More and more students are heading for London but there are many types of destination on offer. Melanie Butler explains the market segments
In 2017 London was one of the two-fastest growing destinations for English language learning in the UK, according to statistics from language school association English UK.
But, in terms of language school locations, London is not one destination but three very different ones spread around a city, which at 1,570 square kilometres is twice the size of the nation of Singapore.
First there is Central London, which sits north of the River Thames and covers the cultural commercial centre, known as the West End, and the financial centre, known confusingly as ‘the City’.
It sits inside the Circle Line, a branch of the underground railway, and is often referred to as Zone 1 after its position in the transport system.
Zone 1 is to London as Manhattan is to New York. It is the historic cultural centre of a city full of famous shops, free museums, theatres and royal palaces.
It is home to the University of London and more than twenty accredited language schools, many of which are now found near the university neighbourhoods of Holborn, Bloomsbury and Covent Garden.
It’s a great place to study, but few students can afford to live there.
Property prices in Central London are the third highest in the world and, like Manhattan, it is inhabited almost entirely by the international super rich. And the international super rich don’t take in students.
On average, living with host families in London costs under £200 a week including meals.
This is less than in New York, Paris and even Beijing. But if there are any ordinary British families left in Zone 1 with a spare bedroom, they are unlikely to take a student. After all, they can make £300 a weekend on Airbnb.
British students live in Zone 2. There are so many student residences in the inner city areas clustered just outside the centre it should really be called the Student Zone, though it is also the centre for the tech industry and a mecca for artists and musicians.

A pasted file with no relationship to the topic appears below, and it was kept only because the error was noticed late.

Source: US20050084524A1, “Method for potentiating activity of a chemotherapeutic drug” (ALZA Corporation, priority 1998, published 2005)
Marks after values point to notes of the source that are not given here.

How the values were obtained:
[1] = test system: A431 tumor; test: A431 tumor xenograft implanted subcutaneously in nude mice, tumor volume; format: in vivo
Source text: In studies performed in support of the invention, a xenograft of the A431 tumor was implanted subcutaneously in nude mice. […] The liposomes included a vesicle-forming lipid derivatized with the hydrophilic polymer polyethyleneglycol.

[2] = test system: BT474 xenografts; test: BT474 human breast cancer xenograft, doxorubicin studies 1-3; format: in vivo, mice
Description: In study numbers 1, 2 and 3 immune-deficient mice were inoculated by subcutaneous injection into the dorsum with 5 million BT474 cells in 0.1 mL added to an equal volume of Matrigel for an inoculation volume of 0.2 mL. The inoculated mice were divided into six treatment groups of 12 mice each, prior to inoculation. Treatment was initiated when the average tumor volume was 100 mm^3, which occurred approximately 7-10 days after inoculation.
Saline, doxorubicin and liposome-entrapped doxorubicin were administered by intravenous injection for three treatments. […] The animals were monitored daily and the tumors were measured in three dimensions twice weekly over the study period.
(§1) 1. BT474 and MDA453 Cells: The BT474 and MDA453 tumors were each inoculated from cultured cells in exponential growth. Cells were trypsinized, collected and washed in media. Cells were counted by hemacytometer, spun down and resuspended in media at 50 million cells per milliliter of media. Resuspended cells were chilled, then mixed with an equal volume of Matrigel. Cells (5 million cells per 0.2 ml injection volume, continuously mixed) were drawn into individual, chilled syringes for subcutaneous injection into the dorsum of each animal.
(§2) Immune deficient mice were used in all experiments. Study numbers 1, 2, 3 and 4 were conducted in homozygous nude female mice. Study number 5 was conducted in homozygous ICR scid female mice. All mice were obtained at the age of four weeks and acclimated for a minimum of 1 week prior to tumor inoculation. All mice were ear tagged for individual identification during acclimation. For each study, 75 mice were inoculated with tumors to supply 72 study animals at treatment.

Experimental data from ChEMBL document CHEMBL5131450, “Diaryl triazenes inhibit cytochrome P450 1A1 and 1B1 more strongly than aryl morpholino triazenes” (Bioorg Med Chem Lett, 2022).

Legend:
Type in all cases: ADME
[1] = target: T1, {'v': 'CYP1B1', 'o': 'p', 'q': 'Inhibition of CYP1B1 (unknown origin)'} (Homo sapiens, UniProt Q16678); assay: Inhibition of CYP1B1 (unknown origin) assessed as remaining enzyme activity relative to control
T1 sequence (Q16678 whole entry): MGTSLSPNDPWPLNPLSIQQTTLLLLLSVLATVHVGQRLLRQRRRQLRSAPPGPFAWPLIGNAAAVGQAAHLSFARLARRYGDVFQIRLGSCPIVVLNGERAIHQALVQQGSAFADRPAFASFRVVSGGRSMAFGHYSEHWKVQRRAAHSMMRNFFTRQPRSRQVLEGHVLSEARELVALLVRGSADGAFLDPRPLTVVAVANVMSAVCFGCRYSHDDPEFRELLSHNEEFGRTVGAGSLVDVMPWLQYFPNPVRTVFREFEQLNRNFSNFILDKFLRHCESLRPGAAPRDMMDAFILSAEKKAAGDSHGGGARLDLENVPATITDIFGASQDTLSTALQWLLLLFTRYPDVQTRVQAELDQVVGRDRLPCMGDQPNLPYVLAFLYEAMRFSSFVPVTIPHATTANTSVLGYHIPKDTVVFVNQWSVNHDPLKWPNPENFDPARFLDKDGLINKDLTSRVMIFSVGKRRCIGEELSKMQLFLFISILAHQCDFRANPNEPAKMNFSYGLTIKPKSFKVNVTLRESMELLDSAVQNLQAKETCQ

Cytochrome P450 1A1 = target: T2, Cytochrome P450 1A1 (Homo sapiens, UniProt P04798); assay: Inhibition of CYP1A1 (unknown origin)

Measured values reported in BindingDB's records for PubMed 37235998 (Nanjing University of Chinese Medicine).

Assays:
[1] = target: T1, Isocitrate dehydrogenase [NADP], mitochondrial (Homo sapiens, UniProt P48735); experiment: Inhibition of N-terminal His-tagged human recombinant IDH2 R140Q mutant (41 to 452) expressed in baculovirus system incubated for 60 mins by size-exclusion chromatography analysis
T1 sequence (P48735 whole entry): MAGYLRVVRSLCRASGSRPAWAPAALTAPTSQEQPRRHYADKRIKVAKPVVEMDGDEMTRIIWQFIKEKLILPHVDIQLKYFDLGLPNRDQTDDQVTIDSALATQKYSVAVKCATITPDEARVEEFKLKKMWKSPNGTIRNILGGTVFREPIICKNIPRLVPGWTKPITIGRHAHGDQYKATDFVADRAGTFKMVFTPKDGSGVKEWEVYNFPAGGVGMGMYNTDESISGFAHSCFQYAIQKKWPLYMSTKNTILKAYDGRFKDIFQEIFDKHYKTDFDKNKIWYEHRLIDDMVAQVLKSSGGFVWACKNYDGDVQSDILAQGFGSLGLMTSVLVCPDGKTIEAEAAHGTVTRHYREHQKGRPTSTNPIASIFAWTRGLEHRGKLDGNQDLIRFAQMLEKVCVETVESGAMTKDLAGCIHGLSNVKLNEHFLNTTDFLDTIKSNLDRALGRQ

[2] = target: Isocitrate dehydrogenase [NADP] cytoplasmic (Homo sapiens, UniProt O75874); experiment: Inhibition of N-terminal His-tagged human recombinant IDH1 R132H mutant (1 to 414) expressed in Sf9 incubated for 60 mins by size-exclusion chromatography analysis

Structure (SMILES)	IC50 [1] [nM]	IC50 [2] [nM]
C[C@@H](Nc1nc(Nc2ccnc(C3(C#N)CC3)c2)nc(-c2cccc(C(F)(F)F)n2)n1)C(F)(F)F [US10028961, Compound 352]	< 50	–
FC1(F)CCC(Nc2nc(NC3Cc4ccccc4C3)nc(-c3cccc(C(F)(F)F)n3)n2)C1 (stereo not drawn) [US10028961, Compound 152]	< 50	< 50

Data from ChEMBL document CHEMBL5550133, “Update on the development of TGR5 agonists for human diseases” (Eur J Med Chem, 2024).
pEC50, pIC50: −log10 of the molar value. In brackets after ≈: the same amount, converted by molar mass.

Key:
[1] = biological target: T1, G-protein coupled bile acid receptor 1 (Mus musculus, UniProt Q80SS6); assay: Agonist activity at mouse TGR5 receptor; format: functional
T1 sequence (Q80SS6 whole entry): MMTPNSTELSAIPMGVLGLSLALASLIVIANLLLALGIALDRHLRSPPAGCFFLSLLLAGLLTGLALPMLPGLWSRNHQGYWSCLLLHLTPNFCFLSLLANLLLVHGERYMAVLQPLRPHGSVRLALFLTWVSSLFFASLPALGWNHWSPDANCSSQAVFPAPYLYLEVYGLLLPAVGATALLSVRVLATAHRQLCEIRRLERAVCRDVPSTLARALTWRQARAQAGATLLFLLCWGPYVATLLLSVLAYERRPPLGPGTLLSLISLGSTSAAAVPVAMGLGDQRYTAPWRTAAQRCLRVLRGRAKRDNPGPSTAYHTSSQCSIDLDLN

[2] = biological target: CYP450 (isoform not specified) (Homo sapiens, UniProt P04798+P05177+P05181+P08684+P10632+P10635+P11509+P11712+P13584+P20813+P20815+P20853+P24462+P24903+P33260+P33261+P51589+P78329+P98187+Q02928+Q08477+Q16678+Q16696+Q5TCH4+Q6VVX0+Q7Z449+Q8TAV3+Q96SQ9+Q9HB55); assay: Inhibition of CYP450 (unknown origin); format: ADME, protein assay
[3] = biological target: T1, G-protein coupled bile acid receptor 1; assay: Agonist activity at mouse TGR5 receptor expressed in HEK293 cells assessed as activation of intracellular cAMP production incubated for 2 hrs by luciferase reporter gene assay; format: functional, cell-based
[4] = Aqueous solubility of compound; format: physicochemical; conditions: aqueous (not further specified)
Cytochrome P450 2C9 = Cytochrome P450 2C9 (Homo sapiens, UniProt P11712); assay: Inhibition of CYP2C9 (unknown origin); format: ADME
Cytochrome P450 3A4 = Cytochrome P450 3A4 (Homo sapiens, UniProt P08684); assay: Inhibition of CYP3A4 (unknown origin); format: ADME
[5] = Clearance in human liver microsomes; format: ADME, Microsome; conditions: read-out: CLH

The Student Zone, which spreads north and east of the centre and on the south bank of the Thames, is full of cool clubs and coffee shops, multicultural markets and, increasingly, language schools.
With the redevelopment of Oxford Street, the Zone 1 shopping area, pushing up rents, half of London’s low-cost language schools have followed the students out of the centre.
Increasingly, most international students live in the commercial residences that have sprung up across Zone 2.
Student accommodation here is around £250 a week before meals. That is cheaper than New York and about the same price as Sydney according to Yahoo News.
But again, space is at a premium in Zone 2 and few families have a spare room to let.
Which bring us to London’s best kept secret: the family villages such as Wimbledon and Hampstead.
Where other cities have bleak modern ‘suburbs’ filled with the city’s poor, London is ringed with green, leafy residential areas that grew up in the 19th century as the arrival of the railways allowed London to spread out to include the historic towns and villages around the centre.
This is where London families love to live. Good-sized houses with large gardens centred around historic homes, picturesque local shops and vast green parks.
These areas are famous for their great schools, including a number of the best language schools in the UK, and their rapid transport links to the centre.
This is picture postcard England 30 minutes by train from Zone 1 and the only parts of the city where you can find good host families within 15 minutes’ walk from a great language school.
The truth is that London is different from most world cities because it is not one destination but many.
As American journalist James Gearey once said: ‘London is a glorious mess.
It evolved from a score or so of distinct villages, that merged and meshed as their boundaries enlarged.
As a result, London is a labyrinth, full of turnings and twistings just like a brain.’.